distribute electricity. The new language describes electricity as
the primary purpose of electric co-ops, but adds a Secondary
purpose of engaging in any other lawful business or activity.
That section of state law has been the focus of a legal dispute
for the past seven years. After a propane gas dealer sued an electric
co-op for setting up a propane business, two courts ruled that the
law allows co-ops to sell nonelectricity services to their customers.
But the final word came late last November from the Kentucky Supreme
Court. It ruled that the law restricts co-ops in Kentucky from selling
any service that isnt directly related to providing electricity.
The Supreme Court ruling surprised the electric co-ops, which had
won in the two lower court rulings. And it raised difficult questions
about how the local, customer-owned utilities could continue to
help their communities solve local problems or provide services
that are sometimes unavailable or too expensive in small towns and
Over the years, several of the 24 electric distribution co-ops in
Kentucky have provided a variety of nonelectricity services to help
solve local problems. Electric co-ops have been involved in economic
development, home security systems, long-distance and cellular phone
service, and billing services for sewer and solid-waste systems.
More recently, electric co-ops have been exploring how they might
help provide high-speed broadband Internet access, a service currently
either very expensive or not available at all in many of the rural
areas served by the co-ops.
The Supreme Court ruling raises questions about whether the thousands
of current customers of those nonelectric businesses will be able
to continue to receive those services. For the future, the ruling
would keep co-ops from helping their communities solve local problems
that might arise in years to come.
Faced with those current and future dilemmas, electric co-ops asked
the legislature to consider amending the law to allow co-ops to
provide nonelectricity related services. The result is House Bill
Opposition to the bill could come from businesses fearing competition
from electric co-ops. In its November-December 2005 newsletter,
the Kentucky Propane Gas Association said it opposed any legislation
that would allow electric co-ops to use income from their electric
utility businesses to subsidize the operations of nonelectric businesses.
However, electric co-ops already follow laws that prevent such cross-subsidization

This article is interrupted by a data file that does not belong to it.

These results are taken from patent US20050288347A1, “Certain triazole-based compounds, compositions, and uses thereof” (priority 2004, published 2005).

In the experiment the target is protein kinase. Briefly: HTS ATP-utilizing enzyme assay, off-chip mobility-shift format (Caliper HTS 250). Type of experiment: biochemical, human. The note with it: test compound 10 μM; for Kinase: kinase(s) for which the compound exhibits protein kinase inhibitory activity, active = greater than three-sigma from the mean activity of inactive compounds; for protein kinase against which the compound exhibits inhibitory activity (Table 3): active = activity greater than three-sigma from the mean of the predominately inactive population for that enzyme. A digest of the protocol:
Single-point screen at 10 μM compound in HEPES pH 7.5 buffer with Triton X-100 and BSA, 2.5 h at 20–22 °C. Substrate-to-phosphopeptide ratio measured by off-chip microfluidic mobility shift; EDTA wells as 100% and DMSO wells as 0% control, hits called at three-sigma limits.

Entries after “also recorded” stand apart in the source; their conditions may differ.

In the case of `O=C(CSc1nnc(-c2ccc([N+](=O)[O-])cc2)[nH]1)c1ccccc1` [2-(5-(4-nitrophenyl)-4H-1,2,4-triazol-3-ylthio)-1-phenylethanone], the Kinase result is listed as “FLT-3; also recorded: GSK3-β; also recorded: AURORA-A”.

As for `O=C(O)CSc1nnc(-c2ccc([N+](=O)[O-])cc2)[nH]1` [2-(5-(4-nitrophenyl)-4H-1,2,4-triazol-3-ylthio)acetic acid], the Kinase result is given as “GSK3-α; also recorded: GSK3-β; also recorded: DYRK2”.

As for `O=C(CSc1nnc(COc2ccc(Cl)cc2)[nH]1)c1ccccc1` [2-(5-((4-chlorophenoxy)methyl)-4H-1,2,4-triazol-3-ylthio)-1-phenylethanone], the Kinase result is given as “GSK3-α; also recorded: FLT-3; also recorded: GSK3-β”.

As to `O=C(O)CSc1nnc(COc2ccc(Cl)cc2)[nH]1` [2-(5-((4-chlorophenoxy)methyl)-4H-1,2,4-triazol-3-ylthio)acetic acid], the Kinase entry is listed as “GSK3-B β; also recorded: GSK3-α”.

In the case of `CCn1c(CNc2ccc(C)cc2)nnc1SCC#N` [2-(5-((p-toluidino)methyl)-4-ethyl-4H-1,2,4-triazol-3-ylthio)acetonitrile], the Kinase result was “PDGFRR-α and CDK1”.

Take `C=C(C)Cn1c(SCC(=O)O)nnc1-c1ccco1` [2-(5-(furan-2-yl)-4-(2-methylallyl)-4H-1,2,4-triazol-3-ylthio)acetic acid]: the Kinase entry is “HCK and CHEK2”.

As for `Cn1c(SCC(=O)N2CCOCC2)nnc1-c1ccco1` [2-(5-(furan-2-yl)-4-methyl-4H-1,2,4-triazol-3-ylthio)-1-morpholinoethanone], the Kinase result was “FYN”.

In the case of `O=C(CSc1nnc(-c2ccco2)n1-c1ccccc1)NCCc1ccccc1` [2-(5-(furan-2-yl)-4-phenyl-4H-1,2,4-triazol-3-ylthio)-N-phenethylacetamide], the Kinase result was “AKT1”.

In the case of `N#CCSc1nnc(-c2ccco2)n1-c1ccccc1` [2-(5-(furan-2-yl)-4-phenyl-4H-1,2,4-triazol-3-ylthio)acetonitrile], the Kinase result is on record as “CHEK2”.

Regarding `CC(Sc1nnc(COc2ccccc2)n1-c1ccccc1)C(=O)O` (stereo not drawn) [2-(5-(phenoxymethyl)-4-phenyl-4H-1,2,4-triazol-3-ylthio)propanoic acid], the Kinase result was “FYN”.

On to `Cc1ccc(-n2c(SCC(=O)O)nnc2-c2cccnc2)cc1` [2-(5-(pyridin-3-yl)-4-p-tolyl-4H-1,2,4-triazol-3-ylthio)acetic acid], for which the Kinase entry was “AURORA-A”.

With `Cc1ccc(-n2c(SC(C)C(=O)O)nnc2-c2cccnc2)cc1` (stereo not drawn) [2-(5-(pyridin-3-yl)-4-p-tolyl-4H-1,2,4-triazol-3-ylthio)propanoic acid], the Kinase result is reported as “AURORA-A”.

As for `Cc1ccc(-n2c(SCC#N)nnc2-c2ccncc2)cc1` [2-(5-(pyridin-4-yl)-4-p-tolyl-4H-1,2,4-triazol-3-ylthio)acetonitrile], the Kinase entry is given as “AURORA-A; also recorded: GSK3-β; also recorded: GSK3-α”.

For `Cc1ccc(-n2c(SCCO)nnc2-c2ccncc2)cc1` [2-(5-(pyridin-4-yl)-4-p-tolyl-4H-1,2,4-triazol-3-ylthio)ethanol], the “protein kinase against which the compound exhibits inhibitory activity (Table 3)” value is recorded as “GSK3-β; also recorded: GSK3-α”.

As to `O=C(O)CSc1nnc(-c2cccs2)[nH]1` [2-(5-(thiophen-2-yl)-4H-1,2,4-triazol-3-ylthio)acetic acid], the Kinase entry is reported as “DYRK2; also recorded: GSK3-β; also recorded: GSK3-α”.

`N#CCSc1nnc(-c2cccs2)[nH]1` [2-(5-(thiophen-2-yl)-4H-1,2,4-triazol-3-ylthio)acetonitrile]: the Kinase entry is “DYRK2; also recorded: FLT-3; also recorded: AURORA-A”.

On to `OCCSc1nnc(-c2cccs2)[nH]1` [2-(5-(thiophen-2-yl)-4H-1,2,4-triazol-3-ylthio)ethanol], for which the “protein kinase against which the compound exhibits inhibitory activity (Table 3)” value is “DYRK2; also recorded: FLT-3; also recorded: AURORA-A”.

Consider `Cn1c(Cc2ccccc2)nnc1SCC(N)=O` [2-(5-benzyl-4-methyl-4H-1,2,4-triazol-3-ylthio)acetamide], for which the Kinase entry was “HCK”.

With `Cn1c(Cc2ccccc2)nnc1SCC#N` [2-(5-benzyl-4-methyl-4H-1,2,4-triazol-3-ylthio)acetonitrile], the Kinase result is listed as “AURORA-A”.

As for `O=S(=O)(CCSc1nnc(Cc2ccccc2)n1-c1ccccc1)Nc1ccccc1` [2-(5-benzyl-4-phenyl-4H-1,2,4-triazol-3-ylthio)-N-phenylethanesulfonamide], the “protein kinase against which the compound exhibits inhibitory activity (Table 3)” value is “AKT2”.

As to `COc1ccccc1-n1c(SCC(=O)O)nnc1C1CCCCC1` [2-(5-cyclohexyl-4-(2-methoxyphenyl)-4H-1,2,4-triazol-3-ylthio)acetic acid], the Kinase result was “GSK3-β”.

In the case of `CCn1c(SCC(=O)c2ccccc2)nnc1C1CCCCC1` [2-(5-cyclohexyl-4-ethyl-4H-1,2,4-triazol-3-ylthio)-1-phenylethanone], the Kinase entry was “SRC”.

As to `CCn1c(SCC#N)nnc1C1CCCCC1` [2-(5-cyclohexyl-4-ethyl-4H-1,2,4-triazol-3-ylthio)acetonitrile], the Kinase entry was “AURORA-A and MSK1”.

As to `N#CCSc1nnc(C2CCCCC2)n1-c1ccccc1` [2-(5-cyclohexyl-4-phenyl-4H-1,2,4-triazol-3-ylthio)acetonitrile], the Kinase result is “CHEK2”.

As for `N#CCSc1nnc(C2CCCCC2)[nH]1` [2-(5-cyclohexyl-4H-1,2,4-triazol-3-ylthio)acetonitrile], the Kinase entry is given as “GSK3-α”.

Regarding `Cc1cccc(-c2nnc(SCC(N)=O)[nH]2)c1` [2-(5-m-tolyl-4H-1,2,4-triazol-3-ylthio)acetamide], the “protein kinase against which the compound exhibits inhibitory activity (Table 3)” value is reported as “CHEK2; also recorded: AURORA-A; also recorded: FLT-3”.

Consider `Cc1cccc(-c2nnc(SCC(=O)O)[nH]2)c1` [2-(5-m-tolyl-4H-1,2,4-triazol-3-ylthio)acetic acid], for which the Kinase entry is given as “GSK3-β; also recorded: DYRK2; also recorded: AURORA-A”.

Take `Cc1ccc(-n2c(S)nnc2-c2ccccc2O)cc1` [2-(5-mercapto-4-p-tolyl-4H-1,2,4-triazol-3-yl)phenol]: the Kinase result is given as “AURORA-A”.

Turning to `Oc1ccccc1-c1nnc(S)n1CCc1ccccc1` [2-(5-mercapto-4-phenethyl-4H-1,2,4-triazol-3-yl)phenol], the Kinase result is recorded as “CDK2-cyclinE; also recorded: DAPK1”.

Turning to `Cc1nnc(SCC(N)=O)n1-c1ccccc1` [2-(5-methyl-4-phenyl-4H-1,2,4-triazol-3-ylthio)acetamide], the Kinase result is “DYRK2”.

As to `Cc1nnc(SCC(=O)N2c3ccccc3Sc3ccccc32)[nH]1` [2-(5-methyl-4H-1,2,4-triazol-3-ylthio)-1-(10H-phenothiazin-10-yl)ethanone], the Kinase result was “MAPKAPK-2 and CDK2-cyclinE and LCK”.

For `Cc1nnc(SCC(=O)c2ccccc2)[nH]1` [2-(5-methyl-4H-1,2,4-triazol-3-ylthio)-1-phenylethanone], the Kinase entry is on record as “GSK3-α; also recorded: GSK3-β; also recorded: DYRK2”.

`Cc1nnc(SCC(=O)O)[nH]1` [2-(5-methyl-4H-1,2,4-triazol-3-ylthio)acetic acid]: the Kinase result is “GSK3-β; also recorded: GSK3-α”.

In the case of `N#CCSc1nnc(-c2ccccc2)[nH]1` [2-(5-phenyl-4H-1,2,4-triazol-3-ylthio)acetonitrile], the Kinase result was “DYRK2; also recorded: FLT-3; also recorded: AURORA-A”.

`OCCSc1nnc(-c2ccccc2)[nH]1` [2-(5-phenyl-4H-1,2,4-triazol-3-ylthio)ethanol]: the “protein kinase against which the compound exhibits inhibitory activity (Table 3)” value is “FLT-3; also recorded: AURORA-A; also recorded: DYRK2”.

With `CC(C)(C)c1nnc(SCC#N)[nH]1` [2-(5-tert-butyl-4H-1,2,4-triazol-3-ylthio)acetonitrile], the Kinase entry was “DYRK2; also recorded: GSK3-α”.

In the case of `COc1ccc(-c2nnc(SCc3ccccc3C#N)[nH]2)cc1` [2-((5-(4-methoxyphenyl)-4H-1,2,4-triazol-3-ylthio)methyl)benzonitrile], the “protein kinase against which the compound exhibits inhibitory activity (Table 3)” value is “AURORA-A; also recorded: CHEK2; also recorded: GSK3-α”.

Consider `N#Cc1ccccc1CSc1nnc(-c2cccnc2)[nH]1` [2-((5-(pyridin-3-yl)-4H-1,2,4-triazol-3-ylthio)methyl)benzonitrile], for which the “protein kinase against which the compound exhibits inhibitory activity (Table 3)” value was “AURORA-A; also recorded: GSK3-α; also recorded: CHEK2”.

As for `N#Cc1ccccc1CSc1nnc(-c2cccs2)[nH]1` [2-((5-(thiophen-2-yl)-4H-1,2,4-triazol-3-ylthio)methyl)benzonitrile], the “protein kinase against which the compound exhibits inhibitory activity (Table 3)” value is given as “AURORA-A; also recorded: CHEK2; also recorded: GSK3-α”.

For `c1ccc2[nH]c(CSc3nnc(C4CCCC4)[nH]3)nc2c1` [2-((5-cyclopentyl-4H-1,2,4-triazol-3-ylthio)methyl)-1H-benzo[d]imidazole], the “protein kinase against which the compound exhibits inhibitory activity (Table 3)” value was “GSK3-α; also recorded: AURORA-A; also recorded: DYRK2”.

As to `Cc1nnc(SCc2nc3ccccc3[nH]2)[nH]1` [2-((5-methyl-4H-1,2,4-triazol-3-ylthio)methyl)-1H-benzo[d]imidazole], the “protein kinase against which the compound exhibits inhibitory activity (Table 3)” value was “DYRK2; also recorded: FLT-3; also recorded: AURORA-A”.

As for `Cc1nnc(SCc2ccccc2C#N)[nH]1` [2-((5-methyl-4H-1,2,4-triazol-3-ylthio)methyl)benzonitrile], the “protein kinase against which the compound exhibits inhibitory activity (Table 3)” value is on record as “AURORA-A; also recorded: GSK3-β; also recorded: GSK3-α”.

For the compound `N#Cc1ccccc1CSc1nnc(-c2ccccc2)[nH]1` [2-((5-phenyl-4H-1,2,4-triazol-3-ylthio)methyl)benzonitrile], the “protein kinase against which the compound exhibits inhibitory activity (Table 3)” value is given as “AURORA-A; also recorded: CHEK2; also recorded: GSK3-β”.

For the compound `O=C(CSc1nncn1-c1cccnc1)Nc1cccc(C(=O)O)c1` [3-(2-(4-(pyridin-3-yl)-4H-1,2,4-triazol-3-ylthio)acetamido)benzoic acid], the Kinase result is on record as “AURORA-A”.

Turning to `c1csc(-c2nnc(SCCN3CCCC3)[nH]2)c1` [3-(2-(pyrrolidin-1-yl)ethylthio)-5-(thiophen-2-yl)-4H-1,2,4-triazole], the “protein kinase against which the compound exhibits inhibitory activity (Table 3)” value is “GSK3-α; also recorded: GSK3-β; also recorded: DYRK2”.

(see The truth about co-ops in the From the Editor column).
The non-electric operations are set up as separate business units
that do not rely on money from the part of the co-op that provides
electric utility service. In addition, most nonelectric businesses
set up by electric co-ops dont compete with any local business,
says Ron Sheets, president of the Kentucky Association of Electric
Co-ops started providing these services because they werent
easily affordable or available in small-town and rural communities,
says Sheets. We feel strongly that this legislation will not
result in unfair competition. What it will do is provide prices
and services that electric co-op consumer-owners cant get
any other way.
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Court Ruling Restricts Co-op Services
(From Kentucky Living, February 2006)
by: Paul Wesslund
Late last year, the Kentucky Supreme Court ruled that electric co-ops
in the state are not allowed to provide any service other than electricity.
The decision shocked electric co-op leaders and reversed two lower
court rulings. It also disrupted years of business practices that
have provided thousands of customers with services such as propane
gas, telephone, and broadband Internet access.
Co-ops started providing these services because they werent
easily affordable in small-town and rural communities, says
Ron Sheets, president of the Kentucky Association of Electric Co-ops.
Were now analyzing how this decision will affect the
people who were using these much-needed services.
The November 23 decision came in the case of J. Randolph Lewis vs.
Jackson Energy Co-op based in McKee. In 1998, Jackson set up a subsidiary
business to sell propane gas after a survey showed co-op members
supported such a service. Lewis, a member of Jackson Energy Co-op
and a propane dealer, sued the co-op to stop it from selling propane.
The Laurel County Circuit Court sided with Jackson Energy and ruled
that under state law, co-ops can sell electricity and other forms
Lewis, a member of the Kentucky Propane Gas Association (which funded
the lawsuit), appealed that decision and again lost. The Appeals
Court wrote that, based upon the language of the statute,
Jackson Energy is permitted to furnish all forms of energy, including
propane gas, to its members and to the public.
But the Supreme Court pointedly disagreed, writing, It was
plain error for both the Circuit Court and the Court of Appeals
to construe (the law) as permitting rural electric cooperatives